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Have you ever seen a tigerwood deck? As the name suggests, tigerwood has a very unique striped grain pattern. Used to build an outdoor deck, the wood is a strikingly beautiful. Can it stand up to the weather, the pets, and the kids? Read more to find out what our readers think of tigerwood decking.

Melanie Musson

Melanie Musson

Melanie Musson is a home renovation expert with Clearsurance.com.

Tigerwood is Long-Lasting and Low-Maintenance

Usually, when you compare composite decking to wood decking, composite comes out ahead. Even though the initial costs of building a composite deck are higher than a wood one, the maintenance costs and longer life span of composite make it a better deal in the long run.

Tigerwood, however, may be even more economical than composite decking materials. Tigerwood is more expensive than most hardwoods, but it’s less costly than most composite materials. Similar to composite, it requires no maintenance thanks to its naturally high oil content. It’s water-resistant and doesn’t need a sealant. It lasts as long if not longer than composite decks.

If you compare ownership costs for a deck over 30 years, tigerwood comes out on top, despite the higher material and installation costs.

Tigerwood Offers Durability and Beauty

Tigerwood is becoming a popular decking material because, aside from offering stunning aesthetics, it is durable and cheaper than you realize. Compared to composite, tigerwood is less costly and lasts longer.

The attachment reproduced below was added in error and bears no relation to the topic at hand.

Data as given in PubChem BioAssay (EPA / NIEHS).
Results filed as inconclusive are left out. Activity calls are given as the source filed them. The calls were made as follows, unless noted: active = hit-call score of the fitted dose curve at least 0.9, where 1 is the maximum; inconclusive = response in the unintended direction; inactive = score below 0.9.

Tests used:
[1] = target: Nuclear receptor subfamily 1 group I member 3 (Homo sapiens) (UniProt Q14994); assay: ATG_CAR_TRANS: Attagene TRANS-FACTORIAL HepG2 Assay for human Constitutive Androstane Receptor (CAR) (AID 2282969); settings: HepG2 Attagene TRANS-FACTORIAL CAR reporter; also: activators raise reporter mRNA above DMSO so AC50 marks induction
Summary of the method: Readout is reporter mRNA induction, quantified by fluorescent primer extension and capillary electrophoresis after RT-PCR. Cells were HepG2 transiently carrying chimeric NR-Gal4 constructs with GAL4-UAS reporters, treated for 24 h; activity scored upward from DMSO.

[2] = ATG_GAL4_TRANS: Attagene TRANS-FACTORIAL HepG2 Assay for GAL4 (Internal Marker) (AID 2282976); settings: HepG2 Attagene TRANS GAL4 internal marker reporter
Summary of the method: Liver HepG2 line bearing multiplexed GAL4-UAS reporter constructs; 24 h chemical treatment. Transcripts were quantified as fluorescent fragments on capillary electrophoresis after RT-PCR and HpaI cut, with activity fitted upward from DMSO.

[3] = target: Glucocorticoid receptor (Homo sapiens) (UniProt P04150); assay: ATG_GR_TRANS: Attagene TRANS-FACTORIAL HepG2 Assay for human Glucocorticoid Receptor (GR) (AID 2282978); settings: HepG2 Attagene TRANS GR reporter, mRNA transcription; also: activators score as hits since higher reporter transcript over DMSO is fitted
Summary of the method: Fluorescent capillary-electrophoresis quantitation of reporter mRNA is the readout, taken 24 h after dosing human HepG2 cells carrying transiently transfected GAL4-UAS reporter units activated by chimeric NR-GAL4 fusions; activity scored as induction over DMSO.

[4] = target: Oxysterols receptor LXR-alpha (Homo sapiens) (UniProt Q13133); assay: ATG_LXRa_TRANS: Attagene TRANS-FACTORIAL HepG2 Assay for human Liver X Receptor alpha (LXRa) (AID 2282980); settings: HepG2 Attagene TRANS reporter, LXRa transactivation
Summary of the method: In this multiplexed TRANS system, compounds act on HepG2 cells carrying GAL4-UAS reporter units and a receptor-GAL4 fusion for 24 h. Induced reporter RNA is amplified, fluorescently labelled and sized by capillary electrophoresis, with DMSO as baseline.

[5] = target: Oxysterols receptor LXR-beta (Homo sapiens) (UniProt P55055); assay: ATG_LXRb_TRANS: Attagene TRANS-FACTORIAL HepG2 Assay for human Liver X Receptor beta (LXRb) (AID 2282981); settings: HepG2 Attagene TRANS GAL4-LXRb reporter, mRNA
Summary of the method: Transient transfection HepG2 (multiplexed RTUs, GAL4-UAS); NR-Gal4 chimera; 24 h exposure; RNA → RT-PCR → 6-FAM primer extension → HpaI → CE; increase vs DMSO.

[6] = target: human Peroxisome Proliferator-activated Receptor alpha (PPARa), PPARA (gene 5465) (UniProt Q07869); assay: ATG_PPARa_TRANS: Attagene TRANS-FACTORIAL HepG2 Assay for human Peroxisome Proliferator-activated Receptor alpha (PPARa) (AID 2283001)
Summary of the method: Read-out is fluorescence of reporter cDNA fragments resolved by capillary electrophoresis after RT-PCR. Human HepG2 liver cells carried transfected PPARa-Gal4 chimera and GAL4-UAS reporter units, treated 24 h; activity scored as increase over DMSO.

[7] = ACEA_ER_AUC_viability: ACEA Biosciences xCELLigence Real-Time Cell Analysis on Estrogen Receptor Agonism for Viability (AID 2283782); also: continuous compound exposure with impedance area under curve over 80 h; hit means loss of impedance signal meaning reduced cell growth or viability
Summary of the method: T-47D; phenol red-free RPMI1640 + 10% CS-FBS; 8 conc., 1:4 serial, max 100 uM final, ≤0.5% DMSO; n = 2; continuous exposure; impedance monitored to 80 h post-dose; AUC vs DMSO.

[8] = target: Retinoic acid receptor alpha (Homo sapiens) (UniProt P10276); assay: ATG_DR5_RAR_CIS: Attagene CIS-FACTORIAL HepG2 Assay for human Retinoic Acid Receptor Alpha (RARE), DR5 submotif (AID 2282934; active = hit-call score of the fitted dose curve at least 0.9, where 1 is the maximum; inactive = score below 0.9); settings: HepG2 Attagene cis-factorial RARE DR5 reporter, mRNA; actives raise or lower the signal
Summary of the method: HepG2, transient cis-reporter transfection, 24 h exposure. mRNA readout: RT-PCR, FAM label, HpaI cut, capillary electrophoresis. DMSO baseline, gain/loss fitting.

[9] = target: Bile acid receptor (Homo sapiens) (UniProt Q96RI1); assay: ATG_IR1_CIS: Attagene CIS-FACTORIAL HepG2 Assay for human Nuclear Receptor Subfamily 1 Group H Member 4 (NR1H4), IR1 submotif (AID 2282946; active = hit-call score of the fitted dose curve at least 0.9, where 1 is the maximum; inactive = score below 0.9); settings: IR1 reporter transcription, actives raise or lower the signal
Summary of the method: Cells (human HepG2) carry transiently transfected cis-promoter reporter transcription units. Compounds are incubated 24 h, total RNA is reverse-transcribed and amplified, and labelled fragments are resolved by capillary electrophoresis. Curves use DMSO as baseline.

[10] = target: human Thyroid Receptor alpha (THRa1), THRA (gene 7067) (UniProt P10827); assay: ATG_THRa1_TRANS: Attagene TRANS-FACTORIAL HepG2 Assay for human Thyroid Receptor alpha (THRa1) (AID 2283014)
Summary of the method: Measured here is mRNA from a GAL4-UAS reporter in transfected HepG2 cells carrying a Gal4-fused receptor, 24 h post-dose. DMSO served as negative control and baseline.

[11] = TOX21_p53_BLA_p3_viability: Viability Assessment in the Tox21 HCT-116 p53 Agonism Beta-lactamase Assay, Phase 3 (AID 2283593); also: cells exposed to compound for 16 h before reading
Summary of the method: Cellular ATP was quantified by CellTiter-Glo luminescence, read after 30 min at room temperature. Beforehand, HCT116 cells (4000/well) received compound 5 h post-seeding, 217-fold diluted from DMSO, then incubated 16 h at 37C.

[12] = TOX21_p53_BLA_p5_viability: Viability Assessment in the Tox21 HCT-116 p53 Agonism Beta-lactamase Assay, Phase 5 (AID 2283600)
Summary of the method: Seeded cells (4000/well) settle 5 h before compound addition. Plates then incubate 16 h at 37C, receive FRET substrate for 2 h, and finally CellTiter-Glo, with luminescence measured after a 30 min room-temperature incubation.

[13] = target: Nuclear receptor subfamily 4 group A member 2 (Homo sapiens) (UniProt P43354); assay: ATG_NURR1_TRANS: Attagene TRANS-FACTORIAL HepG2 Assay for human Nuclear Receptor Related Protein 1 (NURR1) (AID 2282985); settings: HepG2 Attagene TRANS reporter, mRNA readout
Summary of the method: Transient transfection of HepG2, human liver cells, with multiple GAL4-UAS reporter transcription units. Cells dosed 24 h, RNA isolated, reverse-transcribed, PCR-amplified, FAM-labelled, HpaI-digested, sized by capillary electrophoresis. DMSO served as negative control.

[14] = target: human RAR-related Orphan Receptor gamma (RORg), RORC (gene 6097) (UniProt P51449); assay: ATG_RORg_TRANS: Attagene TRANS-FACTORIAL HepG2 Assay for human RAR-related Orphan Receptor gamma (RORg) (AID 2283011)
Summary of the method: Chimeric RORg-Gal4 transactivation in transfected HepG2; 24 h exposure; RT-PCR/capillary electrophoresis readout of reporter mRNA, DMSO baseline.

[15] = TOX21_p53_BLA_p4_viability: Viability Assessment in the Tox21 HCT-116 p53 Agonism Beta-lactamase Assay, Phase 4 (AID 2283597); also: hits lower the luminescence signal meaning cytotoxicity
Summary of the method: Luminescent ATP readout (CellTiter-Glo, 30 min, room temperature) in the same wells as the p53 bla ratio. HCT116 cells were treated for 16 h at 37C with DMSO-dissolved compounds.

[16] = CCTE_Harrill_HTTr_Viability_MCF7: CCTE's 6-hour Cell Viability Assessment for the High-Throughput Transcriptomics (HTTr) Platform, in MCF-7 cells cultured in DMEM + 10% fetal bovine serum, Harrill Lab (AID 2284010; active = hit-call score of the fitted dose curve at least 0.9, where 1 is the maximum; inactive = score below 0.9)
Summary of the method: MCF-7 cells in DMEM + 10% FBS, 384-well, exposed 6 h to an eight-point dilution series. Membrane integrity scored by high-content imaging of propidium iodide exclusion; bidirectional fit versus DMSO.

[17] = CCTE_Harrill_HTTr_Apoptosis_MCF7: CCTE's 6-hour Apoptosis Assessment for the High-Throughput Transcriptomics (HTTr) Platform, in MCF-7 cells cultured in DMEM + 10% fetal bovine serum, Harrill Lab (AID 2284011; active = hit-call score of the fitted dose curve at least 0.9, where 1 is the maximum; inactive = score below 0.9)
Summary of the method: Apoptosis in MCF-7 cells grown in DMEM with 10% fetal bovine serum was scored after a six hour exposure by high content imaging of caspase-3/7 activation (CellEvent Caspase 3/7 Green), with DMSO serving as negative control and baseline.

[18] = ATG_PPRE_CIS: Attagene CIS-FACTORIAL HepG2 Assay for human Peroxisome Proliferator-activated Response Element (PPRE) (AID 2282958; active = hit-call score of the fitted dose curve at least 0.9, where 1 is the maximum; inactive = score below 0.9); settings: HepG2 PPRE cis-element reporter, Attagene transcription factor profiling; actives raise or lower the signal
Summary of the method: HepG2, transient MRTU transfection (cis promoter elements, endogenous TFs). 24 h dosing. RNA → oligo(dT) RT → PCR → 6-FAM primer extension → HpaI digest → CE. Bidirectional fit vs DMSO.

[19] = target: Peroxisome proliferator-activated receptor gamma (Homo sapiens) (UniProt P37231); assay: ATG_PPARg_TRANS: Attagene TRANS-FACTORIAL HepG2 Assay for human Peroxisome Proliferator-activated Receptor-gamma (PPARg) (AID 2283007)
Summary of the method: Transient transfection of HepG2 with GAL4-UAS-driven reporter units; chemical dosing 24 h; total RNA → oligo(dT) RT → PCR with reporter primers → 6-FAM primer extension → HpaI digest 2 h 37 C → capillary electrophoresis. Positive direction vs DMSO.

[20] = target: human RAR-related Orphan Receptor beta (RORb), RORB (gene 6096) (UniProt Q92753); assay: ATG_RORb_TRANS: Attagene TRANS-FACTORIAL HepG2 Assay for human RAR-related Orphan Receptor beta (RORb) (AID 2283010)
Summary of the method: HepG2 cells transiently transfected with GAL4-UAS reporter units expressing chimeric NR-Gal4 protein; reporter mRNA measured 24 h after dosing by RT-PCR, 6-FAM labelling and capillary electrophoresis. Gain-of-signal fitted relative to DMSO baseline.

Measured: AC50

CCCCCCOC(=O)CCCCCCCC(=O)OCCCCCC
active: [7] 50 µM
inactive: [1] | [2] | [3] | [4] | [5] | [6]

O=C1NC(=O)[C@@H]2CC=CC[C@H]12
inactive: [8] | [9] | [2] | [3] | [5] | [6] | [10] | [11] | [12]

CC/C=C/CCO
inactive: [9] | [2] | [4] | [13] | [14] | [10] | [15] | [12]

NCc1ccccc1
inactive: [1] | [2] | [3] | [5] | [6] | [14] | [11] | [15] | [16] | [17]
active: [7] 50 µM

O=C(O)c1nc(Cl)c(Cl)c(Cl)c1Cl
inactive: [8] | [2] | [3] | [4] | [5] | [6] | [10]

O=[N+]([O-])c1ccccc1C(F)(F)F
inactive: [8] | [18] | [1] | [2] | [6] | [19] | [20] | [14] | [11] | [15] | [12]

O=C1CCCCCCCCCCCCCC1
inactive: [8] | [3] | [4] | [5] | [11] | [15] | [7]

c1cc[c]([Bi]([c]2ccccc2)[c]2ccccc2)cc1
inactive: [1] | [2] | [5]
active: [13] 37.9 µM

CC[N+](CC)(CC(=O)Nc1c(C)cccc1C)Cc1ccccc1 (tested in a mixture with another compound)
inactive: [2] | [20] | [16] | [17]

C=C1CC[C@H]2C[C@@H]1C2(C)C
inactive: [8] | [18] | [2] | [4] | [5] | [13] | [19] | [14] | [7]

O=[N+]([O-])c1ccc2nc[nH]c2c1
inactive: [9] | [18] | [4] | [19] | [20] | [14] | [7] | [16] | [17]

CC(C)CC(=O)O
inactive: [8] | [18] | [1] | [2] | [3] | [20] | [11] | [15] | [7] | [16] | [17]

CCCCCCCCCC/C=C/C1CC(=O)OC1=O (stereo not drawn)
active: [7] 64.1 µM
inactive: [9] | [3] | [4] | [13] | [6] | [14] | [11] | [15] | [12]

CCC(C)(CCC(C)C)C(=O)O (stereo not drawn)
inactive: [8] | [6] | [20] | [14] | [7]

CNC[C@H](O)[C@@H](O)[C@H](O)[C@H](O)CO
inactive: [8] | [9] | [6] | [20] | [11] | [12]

Pro tip: While tigerwood is insect-resistant, you might benefit from organic pest control to protect your home and deck.

Ryan Smith

Ryan Smith

Chris Campbell

Chris Campbell, Founder of  The Charming Bench Company.

Tigerwood Resists Heat and Moisture

We like using tigerwood for outdoor furniture and decking because it’s very hard wood. It’s resistant to heat and moisture, which makes it great for any outdoor usage.

Most of the time, it’s dried quite a lot before being used, which is great. It makes varnishing and treating [the wood] much easier than something like teak.

The one downside of tigerwood is that it’s very porous. So, if you’re using it for flooring or decking, it will soak up any spills very quickly if it’s not treated properly.

This is a crowdsourced article. Contributors are not necessarily affiliated with this website and their statements do not necessarily reflect the opinion of this website, other people, businesses, or other contributors.